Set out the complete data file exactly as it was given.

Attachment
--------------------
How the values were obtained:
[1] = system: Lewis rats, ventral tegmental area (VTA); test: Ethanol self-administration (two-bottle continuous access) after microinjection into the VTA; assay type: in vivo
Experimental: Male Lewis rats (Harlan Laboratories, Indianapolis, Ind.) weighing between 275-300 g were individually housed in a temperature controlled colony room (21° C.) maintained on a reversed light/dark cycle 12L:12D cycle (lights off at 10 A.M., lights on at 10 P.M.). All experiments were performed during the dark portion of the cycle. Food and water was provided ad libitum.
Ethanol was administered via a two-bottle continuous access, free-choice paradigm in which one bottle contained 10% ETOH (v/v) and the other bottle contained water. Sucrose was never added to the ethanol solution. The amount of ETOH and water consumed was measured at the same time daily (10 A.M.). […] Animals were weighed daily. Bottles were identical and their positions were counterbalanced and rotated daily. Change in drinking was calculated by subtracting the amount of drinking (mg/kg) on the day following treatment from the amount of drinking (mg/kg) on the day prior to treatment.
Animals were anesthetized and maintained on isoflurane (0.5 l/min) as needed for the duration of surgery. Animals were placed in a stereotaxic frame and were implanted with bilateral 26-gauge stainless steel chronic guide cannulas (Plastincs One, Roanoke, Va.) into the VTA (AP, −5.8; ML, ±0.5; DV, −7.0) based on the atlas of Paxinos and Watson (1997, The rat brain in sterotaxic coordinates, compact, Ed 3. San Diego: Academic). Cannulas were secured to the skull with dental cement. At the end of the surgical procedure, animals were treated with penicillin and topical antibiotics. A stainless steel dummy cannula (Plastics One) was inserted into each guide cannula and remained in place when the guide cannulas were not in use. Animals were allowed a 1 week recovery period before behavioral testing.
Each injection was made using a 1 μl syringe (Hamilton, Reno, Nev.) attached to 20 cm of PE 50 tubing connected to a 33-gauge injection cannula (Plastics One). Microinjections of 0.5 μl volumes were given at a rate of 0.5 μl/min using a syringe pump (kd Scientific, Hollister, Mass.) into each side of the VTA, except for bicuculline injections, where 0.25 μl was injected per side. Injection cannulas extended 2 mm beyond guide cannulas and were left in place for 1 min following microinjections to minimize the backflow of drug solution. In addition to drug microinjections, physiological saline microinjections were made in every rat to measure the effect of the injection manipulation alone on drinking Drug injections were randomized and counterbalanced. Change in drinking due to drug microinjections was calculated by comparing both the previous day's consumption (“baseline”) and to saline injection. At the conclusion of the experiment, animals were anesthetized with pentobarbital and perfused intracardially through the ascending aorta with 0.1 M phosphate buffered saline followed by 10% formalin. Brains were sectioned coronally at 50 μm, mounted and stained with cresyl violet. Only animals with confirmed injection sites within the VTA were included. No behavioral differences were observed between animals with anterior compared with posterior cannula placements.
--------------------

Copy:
How the values were obtained:
[1] = system: Lewis rats, ventral tegmental area (VTA); test: Ethanol self-administration (two-bottle continuous access) after microinjection into the VTA; assay type: in vivo
Experimental: Male Lewis rats (Harlan Laboratories, Indianapolis, Ind.) weighing between 275-300 g were individually housed in a temperature controlled colony room (21° C.) maintained on a reversed light/dark cycle 12L:12D cycle (lights off at 10 A.M., lights on at 10 P.M.). All experiments were performed during the dark portion of the cycle. Food and water was provided ad libitum.
Ethanol was administered via a two-bottle continuous access, free-choice paradigm in which one bottle contained 10% ETOH (v/v) and the other bottle contained water. Sucrose was never added to the ethanol solution. The amount of ETOH and water consumed was measured at the same time daily (10 A.M.). […] Animals were weighed daily. Bottles were identical and their positions were counterbalanced and rotated daily. Change in drinking was calculated by subtracting the amount of drinking (mg/kg) on the day following treatment from the amount of drinking (mg/kg) on the day prior to treatment.
Animals were anesthetized and maintained on isoflurane (0.5 l/min) as needed for the duration of surgery. Animals were placed in a stereotaxic frame and were implanted with bilateral 26-gauge stainless steel chronic guide cannulas (Plastincs One, Roanoke, Va.) into the VTA (AP, −5.8; ML, ±0.5; DV, −7.0) based on the atlas of Paxinos and Watson (1997, The rat brain in sterotaxic coordinates, compact, Ed 3. San Diego: Academic). Cannulas were secured to the skull with dental cement. At the end of the surgical procedure, animals were treated with penicillin and topical antibiotics. A stainless steel dummy cannula (Plastics One) was inserted into each guide cannula and remained in place when the guide cannulas were not in use. Animals were allowed a 1 week recovery period before behavioral testing.
Each injection was made using a 1 μl syringe (Hamilton, Reno, Nev.) attached to 20 cm of PE 50 tubing connected to a 33-gauge injection cannula (Plastics One). Microinjections of 0.5 μl volumes were given at a rate of 0.5 μl/min using a syringe pump (kd Scientific, Hollister, Mass.) into each side of the VTA, except for bicuculline injections, where 0.25 μl was injected per side. Injection cannulas extended 2 mm beyond guide cannulas and were left in place for 1 min following microinjections to minimize the backflow of drug solution. In addition to drug microinjections, physiological saline microinjections were made in every rat to measure the effect of the injection manipulation alone on drinking Drug injections were randomized and counterbalanced. Change in drinking due to drug microinjections was calculated by comparing both the previous day's consumption (“baseline”) and to saline injection. At the conclusion of the experiment, animals were anesthetized with pentobarbital and perfused intracardially through the ascending aorta with 0.1 M phosphate buffered saline followed by 10% formalin. Brains were sectioned coronally at 50 μm, mounted and stained with cresyl violet. Only animals with confirmed injection sites within the VTA were included. No behavioral differences were observed between animals with anterior compared with posterior cannula placements.